Stealth taxes are not a line item you'll find on your income tax return. But millions of taxpayers end up paying them without even knowing they exist. Only by learning about stealth taxes can you take action to try to avoid them.
The basics of stealth taxes
Most people know that our tax rate on each additional dollar of income rises as we reach higher income levels. However, there's more to your total tax bill than higher tax brackets.
Say you're in the 25% tax bracket. You generally expect to pay 25% in federal income taxes on every additional dollar you make. If you could swear you're paying more than that, you may actually be right. There's a good chance you're paying higher taxes thanks to what I call "stealth taxes" -- the loss of tax benefits as your income rises past certain thresholds in the tax code. Rather than raising the tax rate -- a politically unpopular move -- the tax code phases out or eliminates your tax credits and other benefits when you make too much money.
High-income phase-outs: Not just for rich people
If you think you don't make enough money to lose out on tax breaks due to high income, think again. Many thresholds hit middle-income taxpayers right on the chin.
One example of how stealth taxes can hit ordinary Americans is education credits. If you have a kid in college, you may start to lose the benefits of certain tax credits at income levels as low as $52,000, depending on the credit and your filing status.
Education credits are fabulous -- if you can get them. The Lifetime Learning Credit pays back 20% of the first $10,000 you spend on tuition and other qualified expenses for yourself, your spouse, and qualifying dependents. That's a tax credit of up to $2,000.
But you start to lose that credit when your modified adjusted gross income (basically your total income before itemized deductions) is more than $52,000 (in 2014), if you are single. By the time your modified adjusted gross income, or MAGI, hits $62,000 -- hardly enough money to put you on Easy Street -- the credit is gone. If you're married filing jointly, the credit starts to phase out at an MAGI of $104,000 and disappears completely when your MAGI reaches $124,000.
Not all tax breaks phase out at the same income levels. The American Opportunity Credit is available to taxpayers in slightly higher income brackets. This education credit pays 100% of the first $2,000 you spend on you spend on tuition and other qualified expenses for yourself, your spouse, and qualifying dependents, plus 25% of the next $2,000, for a total credit of up to $2,500.
For the American Opportunity Credit, if you're single, your modified adjusted gross income can be up to $80,000 (in 2013) before it starts to be phased out. It's gone when your MAGI hits $90,000. If you're married filing jointly, the credit starts to phase out at an MAGI of $160,000 and disappears completely when your income reaches $180,000.
Common tax breaks and phase-out levels
For 2013, check out these income phase-out levels for common tax breaks:
|Tax benefit||Phase-Out Range (filing single)||Phase-Out Range (filing jointly)|
|Child tax credit||$75,000-plus||$75,000-plus|
|American Opportunity Credit||$80,000 to $90,000||$160,000 to $180,000|
|Lifetime Learning Credit||$52,000 to $64,000||$108,000 to $128,000|
|Adoption credit||$197,880 to $237,880||$197,880 to $237,880|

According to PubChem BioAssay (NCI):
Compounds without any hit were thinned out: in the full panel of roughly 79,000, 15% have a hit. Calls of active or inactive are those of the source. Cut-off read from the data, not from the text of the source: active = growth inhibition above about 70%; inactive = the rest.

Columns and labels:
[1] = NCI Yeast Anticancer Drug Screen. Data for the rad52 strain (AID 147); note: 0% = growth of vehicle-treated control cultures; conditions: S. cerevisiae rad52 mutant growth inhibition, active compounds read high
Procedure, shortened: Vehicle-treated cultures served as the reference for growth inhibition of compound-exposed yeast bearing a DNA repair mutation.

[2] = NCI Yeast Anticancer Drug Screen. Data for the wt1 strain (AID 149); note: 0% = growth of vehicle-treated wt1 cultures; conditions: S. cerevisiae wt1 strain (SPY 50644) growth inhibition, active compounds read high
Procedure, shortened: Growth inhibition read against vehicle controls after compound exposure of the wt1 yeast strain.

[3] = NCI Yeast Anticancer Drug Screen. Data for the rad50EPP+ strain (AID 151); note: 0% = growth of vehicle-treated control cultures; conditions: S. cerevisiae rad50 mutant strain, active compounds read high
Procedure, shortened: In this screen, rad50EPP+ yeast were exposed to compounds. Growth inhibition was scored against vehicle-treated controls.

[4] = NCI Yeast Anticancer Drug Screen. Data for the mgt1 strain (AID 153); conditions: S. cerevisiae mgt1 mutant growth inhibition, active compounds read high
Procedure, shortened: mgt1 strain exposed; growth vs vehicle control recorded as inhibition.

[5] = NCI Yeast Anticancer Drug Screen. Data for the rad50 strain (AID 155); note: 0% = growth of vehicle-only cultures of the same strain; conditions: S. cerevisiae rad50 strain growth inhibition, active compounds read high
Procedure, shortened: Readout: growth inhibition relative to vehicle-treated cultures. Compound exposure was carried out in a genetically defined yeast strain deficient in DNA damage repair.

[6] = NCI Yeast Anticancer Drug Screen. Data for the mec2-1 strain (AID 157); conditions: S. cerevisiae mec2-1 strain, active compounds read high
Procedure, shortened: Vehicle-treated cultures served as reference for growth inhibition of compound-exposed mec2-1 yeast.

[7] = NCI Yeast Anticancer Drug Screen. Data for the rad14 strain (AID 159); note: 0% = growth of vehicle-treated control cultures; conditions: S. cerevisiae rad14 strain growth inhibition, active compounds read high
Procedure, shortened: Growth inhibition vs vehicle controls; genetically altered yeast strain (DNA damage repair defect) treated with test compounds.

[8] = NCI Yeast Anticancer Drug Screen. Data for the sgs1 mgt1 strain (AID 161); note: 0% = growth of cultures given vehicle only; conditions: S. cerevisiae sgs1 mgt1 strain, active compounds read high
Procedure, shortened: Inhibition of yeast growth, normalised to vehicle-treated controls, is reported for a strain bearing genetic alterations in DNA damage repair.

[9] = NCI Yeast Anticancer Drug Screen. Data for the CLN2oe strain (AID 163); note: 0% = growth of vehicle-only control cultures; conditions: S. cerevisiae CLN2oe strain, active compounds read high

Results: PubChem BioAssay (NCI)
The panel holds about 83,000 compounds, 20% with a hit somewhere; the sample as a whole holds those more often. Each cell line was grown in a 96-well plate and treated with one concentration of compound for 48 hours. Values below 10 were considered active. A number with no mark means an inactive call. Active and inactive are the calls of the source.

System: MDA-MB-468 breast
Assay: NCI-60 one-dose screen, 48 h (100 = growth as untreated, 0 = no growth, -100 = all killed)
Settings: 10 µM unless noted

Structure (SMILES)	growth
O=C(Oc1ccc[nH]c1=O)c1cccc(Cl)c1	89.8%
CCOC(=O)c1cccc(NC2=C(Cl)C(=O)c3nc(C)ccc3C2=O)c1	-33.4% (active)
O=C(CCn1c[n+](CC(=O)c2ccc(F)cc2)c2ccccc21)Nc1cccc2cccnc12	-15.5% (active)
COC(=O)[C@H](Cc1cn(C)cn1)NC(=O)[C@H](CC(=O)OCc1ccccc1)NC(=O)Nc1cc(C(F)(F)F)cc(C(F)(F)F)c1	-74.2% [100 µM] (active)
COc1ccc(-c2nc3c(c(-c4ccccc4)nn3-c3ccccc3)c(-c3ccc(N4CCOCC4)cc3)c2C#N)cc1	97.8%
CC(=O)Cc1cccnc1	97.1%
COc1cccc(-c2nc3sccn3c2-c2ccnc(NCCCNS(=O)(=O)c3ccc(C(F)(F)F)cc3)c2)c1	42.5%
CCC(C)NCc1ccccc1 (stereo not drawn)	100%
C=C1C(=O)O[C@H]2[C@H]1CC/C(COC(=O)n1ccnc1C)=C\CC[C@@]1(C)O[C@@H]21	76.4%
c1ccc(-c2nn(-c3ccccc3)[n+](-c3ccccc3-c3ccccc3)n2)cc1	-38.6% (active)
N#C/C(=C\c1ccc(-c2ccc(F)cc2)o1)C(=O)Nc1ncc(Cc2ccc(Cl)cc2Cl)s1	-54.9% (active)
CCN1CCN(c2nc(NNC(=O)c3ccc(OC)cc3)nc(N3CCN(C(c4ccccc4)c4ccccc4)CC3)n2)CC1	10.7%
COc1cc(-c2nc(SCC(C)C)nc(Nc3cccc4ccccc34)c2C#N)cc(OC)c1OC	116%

|Tuition deduction* (may not be renewed for 2014)||$65,000 to $80,000||$130,000 to $160,000|
|Student loan interest deduction||$60,000 to $75,000||
$125,000 to $155,000
|Retirement savings credit||$17,750 to $29,500||
$35,500 to $59,000
Your tax benefit begins to phase out when your adjusted gross income, with certain modifications, is more than the lower end of the phase-out range. You cannot take the tax benefit if your adjusted gross income is more than the higher end of the phase-out range.
If you file as head of household or as married filing separately, your phase-out levels may be different. Some phase-out levels for 2014 are adjusted for inflation.
Itemizing deductions doesn't help
You can't lower your modified adjusted gross income by taking itemized deductions. Mortgage interest expense, charitable contributions, and other itemized deductions reduce your taxable income after MAGI. The same goes for dependency exemptions. They have no effect on your modified adjusted gross income.
Because your MAGI is the amount the IRS uses to determine whether certain tax breaks are phased out, itemized deductions and dependency exemptions do not help you avoid phase-outs of tax breaks due to high income.
Tax planning for stealth taxes
You wouldn't turn down a raise because it would put you in a higher bracket and make you lose tax breaks. So long as your tax rate on incremental income is less than 100%, you're always better off earning a dollar than passing it up.
What you can do is plan ahead to lower your adjusted gross income in years when you may qualify for certain breaks.
You may be able to time your income and other tax items. For example, you can put off selling an investment at a gain so you still get that education credit or other tax benefit.
One of the best ways to lower your adjusted gross income and thus qualify for more credits and other breaks is to contribute to a qualified retirement account. Deductions from your paycheck into a traditional 401(k) plan reduce the amount of income you report on your tax return, and thus your adjusted gross income. If you make contributions to a retirement plan yourself, such as a traditional IRA, these also reduce your adjusted gross income.
Contributions to Roth IRAs and Roth 401(k) plans do not reduce your adjusted gross income or taxable income.
You can't change the IRS rules, but you can plan for them. Understanding how tax breaks are phased out at certain levels income is a good first step for better tax planning in 2014.